Electronic Thesis and Dissertation Repository


Doctor of Philosophy




Wang, Jinfei


Optical satellite data have been proven as an efficient source to extract crop information and monitor crop growth conditions over large areas. In local- to subfield-scale crop monitoring studies, both high spatial resolution and high temporal resolution of the image data are important. However, the acquisition of optical data is limited by the constant contamination of clouds in cloudy areas. This thesis explores the potential of polarimetric Synthetic Aperture Radar (SAR) satellite data and the spatio-temporal data fusion approach in crop monitoring and yield estimation applications in southwestern Ontario.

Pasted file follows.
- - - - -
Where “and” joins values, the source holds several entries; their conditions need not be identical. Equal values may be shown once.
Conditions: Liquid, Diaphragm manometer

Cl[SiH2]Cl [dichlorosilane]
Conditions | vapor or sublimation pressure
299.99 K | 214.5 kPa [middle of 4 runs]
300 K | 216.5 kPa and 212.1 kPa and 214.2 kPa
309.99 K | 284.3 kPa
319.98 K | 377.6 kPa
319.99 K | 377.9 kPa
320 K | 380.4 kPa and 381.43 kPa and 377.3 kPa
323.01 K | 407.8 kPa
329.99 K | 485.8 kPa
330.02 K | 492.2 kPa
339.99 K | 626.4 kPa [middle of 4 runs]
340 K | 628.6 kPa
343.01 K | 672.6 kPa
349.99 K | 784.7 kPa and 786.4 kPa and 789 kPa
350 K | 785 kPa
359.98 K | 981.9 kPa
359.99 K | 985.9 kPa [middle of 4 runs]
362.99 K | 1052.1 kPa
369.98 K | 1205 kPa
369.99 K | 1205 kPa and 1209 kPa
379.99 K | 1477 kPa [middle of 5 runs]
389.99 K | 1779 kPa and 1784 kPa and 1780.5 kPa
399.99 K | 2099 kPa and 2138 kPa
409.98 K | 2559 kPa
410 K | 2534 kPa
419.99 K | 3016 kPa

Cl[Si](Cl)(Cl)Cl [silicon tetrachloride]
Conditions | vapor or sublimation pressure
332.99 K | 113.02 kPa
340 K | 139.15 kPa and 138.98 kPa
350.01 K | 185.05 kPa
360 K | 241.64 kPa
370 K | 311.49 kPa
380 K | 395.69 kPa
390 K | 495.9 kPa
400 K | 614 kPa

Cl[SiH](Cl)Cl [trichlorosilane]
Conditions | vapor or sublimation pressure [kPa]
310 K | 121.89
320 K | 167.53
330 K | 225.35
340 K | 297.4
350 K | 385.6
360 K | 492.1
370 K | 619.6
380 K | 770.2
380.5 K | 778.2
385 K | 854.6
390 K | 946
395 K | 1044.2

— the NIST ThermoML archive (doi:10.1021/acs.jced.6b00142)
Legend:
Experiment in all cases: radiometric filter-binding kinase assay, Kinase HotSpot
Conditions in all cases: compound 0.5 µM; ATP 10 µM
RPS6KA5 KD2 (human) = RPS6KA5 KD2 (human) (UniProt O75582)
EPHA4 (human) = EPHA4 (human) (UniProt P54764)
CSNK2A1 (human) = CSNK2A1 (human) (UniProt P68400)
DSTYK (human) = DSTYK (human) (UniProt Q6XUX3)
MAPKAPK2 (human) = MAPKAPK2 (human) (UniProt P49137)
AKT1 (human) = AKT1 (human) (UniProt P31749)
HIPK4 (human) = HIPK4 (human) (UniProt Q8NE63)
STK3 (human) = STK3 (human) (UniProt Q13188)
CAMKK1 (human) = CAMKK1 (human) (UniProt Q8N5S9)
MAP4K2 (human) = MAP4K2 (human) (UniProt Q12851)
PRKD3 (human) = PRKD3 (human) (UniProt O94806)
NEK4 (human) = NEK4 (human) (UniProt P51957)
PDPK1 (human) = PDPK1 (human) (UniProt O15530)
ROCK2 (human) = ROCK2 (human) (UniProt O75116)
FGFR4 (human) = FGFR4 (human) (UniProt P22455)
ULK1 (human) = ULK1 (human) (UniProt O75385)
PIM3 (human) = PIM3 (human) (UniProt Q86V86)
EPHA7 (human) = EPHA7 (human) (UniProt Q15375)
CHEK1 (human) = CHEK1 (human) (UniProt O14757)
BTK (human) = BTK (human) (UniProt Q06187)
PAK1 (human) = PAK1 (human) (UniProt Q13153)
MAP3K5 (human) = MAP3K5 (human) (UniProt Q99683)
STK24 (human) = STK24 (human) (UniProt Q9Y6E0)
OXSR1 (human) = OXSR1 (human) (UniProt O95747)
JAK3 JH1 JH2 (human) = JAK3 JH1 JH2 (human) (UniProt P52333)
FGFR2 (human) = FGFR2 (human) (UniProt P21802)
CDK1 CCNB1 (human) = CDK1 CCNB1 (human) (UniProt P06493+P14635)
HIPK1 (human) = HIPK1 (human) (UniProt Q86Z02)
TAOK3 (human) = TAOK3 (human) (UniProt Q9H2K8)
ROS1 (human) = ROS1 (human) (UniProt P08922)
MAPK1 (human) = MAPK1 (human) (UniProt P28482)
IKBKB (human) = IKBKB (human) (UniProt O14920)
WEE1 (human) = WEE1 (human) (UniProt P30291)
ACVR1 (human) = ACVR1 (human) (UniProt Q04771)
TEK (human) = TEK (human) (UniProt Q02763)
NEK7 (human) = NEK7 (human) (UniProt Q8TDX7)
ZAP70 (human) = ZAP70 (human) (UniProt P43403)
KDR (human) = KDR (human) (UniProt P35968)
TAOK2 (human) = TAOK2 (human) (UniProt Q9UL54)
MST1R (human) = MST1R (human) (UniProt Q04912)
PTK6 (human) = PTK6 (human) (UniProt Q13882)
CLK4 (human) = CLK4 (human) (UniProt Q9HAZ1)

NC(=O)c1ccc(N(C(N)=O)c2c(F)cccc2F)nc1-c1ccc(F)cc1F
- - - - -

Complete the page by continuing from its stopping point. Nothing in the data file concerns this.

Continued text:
Firstly, the sensitivity of 16 parameters derived from C-band Radarsat-2 polarimetric SAR data to crop height and fractional vegetation cover (FVC) was investigated. The results show that the SAR backscatters are affected by many factors unrelated to the crop canopy such as the incidence angle and the soil background and the degree of sensitivity varies with the crop types, growing stages, and the polarimetric SAR parameters. Secondly, the Minimum Noise Fraction (MNF) transformation, for the first time, was applied to multitemporal Radarsat-2 polarimetric SAR data in cropland area mapping based on the random forest classifier. An overall classification accuracy of 95.89% was achieved using the MNF transformation of the multi-temporal coherency matrix acquired from July to November. Then, a spatio-temporal data fusion method was developed to generate Normalized Difference Vegetation Index (NDVI) time series with both high spatial and high temporal resolution in heterogeneous regions using Landsat and MODIS imagery. The proposed method outperforms two other widely used methods. Finally, an improved crop phenology detection method was proposed, and the phenology information was then forced into the Simple Algorithm for Yield Estimation (SAFY) model to estimate crop biomass and yield. Compared with the SAFY model without forcing the remotely sensed phenology and a simple light use efficiency (LUE) model, the SAFY incorporating the remotely sensed phenology can improve the accuracy of biomass estimation by about 4% in relative Root Mean Square Error (RRMSE). The studies in this thesis improve the ability to monitor crop growth status and production at subfield scale.